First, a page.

The Guyana Sugar Corporation (GuySuCo) has produced a dismal 34,450 tonnes of sugar for the first crop in 2018, out of a low production target of 36,105 which was set.
The figure will likely be the lowest ever first crop for the industry which has seen four of its estates taken out of production in the last two years.
GuySuCo has not made production figures available for the first crop. According to figures provided by the Guyana Agricultural and General Workers Union (GAWU), the three functioning estates – Albion, Blairmont and Uitvlugt – fell short of their target by 1,655 tonnes of sugar. While the Albion and Blairmont estates did not achieve their targets, the Uitvlugt Estate surpassed its goal.
The three estates started grinding together on March 18 and the Albion and Blairmont estates closed off on May 12, while the Uitvlugt estate ended on April 21.
According to the data, the Albion estate’s target for the first crop was set at 19,698 tonnes of sugar but it was only able produce 18,232 tonnes of sugar, despite working one week over its schedule. The Blairmont estate’s target was set at 9,736 tonnes of sugar but it was only able to produce 9,121 tonnes of sugar, despite working three weeks beyond its schedule.
The Uitvlugt estate saw a better performance and was the only one of the three to surpass its goal. A target of 6,671 tonnes of sugar was set and the estate produced a total of 7,097 tonnes of sugar and worked only one week over its scheduled 6-week work plan.
Last year, GuySuCo fell short of the projected figure for its first crop by some 24,566 tonnes.
The Corporation had set a target of 74,172 tonnes of sugar but was only able to produce 49,606 tonnes. This year’s first crop is a further decline of 15,000 tonnes. Speaking about the poor performance of the sugar company this year, Head of GAWU, Komal Chand said that the underperformance can be credited to a lack of motivation among the workers.
“They (GuySuCo) performed badly and they failed to meet the target for the period of operation and they ought to give an explanation. Year in and year out they set up targets and have not been able to achieve it. “There’s no improvement and it’s getting worse. If you’re off by 5% and those variations it is understood in the agricultural enterprise when you have conditions like weather and so that affects the performance,” Chand explained.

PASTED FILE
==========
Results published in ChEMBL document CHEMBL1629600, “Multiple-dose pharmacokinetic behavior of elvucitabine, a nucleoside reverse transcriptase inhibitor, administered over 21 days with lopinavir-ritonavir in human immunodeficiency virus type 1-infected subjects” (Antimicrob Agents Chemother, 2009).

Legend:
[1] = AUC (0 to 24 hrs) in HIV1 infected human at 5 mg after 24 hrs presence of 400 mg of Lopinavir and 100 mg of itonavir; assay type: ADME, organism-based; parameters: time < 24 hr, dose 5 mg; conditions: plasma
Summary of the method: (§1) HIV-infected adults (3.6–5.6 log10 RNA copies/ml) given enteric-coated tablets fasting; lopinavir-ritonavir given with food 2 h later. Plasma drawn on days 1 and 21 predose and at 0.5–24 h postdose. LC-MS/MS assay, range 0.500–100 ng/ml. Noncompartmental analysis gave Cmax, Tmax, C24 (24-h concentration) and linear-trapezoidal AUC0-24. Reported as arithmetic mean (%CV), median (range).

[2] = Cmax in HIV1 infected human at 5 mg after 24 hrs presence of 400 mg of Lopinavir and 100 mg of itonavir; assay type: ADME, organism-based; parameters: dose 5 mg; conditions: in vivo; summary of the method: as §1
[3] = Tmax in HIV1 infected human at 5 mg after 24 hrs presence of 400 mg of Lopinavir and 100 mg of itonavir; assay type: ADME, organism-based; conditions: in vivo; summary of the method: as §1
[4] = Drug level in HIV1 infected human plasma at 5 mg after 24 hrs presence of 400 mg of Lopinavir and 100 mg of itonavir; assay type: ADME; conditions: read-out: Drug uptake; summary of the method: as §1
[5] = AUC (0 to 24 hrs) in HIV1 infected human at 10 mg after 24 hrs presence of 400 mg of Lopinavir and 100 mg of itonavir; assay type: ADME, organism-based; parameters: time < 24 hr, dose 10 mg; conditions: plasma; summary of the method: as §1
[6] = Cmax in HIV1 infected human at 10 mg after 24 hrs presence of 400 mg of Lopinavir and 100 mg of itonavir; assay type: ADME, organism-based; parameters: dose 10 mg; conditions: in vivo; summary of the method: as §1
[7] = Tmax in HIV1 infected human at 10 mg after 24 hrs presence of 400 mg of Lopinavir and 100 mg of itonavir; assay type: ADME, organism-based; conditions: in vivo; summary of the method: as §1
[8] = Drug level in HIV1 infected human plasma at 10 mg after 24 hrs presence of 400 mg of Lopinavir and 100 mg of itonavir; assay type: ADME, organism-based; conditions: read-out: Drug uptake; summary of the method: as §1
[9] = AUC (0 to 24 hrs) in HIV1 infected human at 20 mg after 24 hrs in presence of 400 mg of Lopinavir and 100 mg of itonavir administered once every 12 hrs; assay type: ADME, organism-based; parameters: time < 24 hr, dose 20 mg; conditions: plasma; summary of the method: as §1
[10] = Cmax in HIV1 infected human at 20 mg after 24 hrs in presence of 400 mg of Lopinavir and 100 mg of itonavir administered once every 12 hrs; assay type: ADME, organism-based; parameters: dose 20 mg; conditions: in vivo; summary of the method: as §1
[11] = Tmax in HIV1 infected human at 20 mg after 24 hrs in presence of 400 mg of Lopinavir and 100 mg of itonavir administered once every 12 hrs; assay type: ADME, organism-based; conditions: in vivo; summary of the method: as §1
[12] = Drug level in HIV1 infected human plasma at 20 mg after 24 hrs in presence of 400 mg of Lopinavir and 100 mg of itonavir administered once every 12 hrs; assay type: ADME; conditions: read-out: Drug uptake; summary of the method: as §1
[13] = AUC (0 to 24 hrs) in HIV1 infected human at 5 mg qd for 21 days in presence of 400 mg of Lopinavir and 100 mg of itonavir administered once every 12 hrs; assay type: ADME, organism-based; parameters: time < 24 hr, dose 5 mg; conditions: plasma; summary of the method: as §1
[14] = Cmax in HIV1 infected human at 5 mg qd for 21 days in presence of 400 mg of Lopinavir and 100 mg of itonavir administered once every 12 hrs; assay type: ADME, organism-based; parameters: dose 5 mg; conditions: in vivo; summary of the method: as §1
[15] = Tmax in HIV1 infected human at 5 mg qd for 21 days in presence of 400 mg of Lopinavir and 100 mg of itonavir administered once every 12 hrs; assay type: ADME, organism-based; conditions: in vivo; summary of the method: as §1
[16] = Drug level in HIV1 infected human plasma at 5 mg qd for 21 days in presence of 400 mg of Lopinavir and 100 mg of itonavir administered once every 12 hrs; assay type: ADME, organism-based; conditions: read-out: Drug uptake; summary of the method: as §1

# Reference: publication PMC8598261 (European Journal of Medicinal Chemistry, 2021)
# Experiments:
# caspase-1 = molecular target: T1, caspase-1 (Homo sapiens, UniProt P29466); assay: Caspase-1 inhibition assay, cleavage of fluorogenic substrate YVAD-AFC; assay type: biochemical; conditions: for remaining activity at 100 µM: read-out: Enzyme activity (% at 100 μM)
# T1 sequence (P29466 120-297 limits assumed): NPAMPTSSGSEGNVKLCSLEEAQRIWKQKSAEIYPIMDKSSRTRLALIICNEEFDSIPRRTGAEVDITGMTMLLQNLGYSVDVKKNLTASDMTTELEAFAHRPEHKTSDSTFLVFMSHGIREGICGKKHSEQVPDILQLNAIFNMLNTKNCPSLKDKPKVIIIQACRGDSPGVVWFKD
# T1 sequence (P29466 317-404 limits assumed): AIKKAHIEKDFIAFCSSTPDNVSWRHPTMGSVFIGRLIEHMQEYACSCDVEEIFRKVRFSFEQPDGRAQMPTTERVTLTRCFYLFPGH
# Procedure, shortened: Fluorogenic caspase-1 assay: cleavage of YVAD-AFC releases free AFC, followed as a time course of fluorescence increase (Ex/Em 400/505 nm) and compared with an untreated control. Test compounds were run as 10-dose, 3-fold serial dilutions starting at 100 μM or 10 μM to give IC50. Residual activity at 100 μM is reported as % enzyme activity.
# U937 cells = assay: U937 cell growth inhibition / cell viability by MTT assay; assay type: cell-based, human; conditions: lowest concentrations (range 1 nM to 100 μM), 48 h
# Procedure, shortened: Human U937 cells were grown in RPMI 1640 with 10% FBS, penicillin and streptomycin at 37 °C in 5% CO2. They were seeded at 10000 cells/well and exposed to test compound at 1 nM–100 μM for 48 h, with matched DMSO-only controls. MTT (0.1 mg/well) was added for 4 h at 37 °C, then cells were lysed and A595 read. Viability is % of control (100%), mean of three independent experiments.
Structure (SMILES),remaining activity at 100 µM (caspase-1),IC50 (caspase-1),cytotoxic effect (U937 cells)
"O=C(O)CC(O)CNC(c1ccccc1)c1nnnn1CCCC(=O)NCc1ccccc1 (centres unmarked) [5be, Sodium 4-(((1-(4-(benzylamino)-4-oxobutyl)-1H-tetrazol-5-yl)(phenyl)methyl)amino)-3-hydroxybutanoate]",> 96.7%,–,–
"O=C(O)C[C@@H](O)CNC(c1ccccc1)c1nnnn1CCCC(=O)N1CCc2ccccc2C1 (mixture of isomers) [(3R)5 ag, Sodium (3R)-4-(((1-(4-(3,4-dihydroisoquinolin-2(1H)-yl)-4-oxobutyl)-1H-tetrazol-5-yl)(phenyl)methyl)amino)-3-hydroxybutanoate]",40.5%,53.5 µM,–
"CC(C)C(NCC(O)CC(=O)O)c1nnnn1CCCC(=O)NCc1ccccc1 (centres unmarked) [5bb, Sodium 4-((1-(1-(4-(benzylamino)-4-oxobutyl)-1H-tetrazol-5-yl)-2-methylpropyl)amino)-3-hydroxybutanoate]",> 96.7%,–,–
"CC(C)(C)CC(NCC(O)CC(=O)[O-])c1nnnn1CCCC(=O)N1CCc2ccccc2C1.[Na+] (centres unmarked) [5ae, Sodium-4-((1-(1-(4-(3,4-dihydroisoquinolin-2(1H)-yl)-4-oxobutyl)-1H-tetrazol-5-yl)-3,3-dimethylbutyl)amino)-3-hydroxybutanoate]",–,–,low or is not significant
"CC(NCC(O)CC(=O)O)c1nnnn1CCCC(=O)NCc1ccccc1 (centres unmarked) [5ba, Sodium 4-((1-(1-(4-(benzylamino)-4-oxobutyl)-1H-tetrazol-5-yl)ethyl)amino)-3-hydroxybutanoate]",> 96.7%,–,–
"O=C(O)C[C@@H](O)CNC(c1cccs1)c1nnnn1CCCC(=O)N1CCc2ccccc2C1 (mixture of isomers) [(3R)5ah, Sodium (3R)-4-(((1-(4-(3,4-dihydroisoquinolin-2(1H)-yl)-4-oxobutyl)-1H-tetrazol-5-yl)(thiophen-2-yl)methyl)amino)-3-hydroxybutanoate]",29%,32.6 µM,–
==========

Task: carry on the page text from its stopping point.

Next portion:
He pointed out that from communicating with the workforce on the estates currently, a major problem is the lack of motivation among the workers.
“…It’s the fact that they are uncertain, even at these estates. What is taking place in terms of wrangling and the tug of war about the appointment of a [GuySuCo] board and whether the NICIL [National Industrial and Commercial Investments Limited] is [in] control [of the industry] or GuySuCo. There seems to be one turf but two sets of operatives trying to operate,” Chand said, while emphasising that there is currently a lot of “confusion” that is shrouding the industry which affects the workers and their morale.
Over the years GuySuCo has also complained about the poor attendance figures of the harvesters for their respective estates. The sugar company has made many pleas to the respective communities to encourage the workers to turn out to assist with the harvesting and while they wanted to achieve an attendance rate of over 80%, the figures have lingered around 60%.
In 2016, GuySuCo also fell short of its first crop target after it was only able to produce 56,825 tonnes of sugar from a projected figure of 80,270 tonnes, a difference of 23,445 tonnes. GuySuCo had said in a release that the shortfall in 2016 was due substantially to the El Nino weather conditions, which severely dried out the canes, drastically constrained cane growth and led to lower sugar content.
Following the closure of the Wales estate on the West Bank Demerara when the second crop ended in December 2016, the remaining six estates continued the production of sugar. The target set for the four estates in Berbice was 53,800 tonnes in the first crop but they produced a total of 36,479 tonnes, a difference of 17,321 tonnes.
Albion estate produced 18,325 tonnes from its target of 20,291 tonnes while Blairmont made 9,065 tonnes out of a projected 11,676 tonnes.
Rose Hall estate produced 9,989 tonnes of sugar out of the target of 12,962 tonnes while the Skeldon estate ended the crop with 8,881 tonnes.
In the case of the Demerara estates for the first crop of 2016, the production figure at Enmore was 6,072 tonnes out of a target of 12,033 tonnes and Uitvlugt produced 7,045 tonnes compared to its target of 8,339 tonnes.